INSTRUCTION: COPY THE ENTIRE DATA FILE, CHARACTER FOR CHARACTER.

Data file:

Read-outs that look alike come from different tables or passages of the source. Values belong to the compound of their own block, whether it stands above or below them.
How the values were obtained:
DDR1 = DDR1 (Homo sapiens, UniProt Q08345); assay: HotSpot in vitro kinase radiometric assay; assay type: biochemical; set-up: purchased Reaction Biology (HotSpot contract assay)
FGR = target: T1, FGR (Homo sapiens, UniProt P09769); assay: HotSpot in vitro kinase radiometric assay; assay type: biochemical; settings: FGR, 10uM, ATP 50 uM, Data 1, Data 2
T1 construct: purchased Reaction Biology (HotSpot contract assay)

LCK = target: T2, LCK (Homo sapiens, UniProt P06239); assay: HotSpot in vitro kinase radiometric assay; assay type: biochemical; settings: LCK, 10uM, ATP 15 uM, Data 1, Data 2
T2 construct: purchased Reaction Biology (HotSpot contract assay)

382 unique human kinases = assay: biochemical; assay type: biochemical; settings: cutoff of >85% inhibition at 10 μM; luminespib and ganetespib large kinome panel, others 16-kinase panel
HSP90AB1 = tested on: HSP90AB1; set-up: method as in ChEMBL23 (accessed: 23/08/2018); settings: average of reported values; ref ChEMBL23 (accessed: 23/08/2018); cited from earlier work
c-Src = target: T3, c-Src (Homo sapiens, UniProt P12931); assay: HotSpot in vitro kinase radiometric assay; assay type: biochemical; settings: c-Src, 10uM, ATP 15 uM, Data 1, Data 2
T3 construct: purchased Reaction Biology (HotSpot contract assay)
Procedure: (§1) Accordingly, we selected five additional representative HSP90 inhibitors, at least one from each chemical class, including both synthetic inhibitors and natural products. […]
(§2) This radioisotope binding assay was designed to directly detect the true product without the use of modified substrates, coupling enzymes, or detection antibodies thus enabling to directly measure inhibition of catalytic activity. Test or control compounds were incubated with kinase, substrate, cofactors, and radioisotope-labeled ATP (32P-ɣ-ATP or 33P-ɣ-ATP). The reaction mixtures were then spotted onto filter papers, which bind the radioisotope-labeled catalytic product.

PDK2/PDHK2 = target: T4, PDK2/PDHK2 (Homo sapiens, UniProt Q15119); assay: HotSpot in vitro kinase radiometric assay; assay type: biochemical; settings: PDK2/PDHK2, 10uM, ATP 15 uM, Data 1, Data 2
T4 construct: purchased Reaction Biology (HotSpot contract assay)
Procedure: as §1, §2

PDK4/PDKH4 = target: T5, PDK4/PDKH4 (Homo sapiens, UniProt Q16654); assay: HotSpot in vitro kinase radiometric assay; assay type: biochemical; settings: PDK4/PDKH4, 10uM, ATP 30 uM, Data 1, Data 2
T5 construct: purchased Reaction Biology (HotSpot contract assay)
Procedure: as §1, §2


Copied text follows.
Read-outs that look alike come from different tables or passages of the source. Values belong to the compound of their own block, whether it stands above or below them.
How the values were obtained:
DDR1 = DDR1 (Homo sapiens, UniProt Q08345); assay: HotSpot in vitro kinase radiometric assay; assay type: biochemical; set-up: purchased Reaction Biology (HotSpot contract assay)
FGR = target: T1, FGR (Homo sapiens, UniProt P09769); assay: HotSpot in vitro kinase radiometric assay; assay type: biochemical; settings: FGR, 10uM, ATP 50 uM, Data 1, Data 2
T1 construct: purchased Reaction Biology (HotSpot contract assay)

LCK = target: T2, LCK (Homo sapiens, UniProt P06239); assay: HotSpot in vitro kinase radiometric assay; assay type: biochemical; settings: LCK, 10uM, ATP 15 uM, Data 1, Data 2
T2 construct: purchased Reaction Biology (HotSpot contract assay)

382 unique human kinases = assay: biochemical; assay type: biochemical; settings: cutoff of >85% inhibition at 10 μM; luminespib and ganetespib large kinome panel, others 16-kinase panel
HSP90AB1 = tested on: HSP90AB1; set-up: method as in ChEMBL23 (accessed: 23/08/2018); settings: average of reported values; ref ChEMBL23 (accessed: 23/08/2018); cited from earlier work
c-Src = target: T3, c-Src (Homo sapiens, UniProt P12931); assay: HotSpot in vitro kinase radiometric assay; assay type: biochemical; settings: c-Src, 10uM, ATP 15 uM, Data 1, Data 2
T3 construct: purchased Reaction Biology (HotSpot contract assay)
Procedure: (§1) Accordingly, we selected five additional representative HSP90 inhibitors, at least one from each chemical class, including both synthetic inhibitors and natural products. […]
(§2) This radioisotope binding assay was designed to directly detect the true product without the use of modified substrates, coupling enzymes, or detection antibodies thus enabling to directly measure inhibition of catalytic activity. Test or control compounds were incubated with kinase, substrate, cofactors, and radioisotope-labeled ATP (32P-ɣ-ATP or 33P-ɣ-ATP). The reaction mixtures were then spotted onto filter papers, which bind the radioisotope-labeled catalytic product.

PDK2/PDHK2 = target: T4, PDK2/PDHK2 (Homo sapiens, UniProt Q15119); assay: HotSpot in vitro kinase radiometric assay; assay type: biochemical; settings: PDK2/PDHK2, 10uM, ATP 15 uM, Data 1, Data 2
T4 construct: purchased Reaction Biology (HotSpot contract assay)
Procedure: as §1, §2

PDK4/PDKH4 = target: T5, PDK4/PDKH4 (Homo sapiens, UniProt Q16654); assay: HotSpot in vitro kinase radiometric assay; assay type: biochemical; settings: PDK4/PDKH4, 10uM, ATP 30 uM, Data 1, Data 2
T5 construct: purchased Reaction Biology (HotSpot contract assay)
Procedure: as §1, §2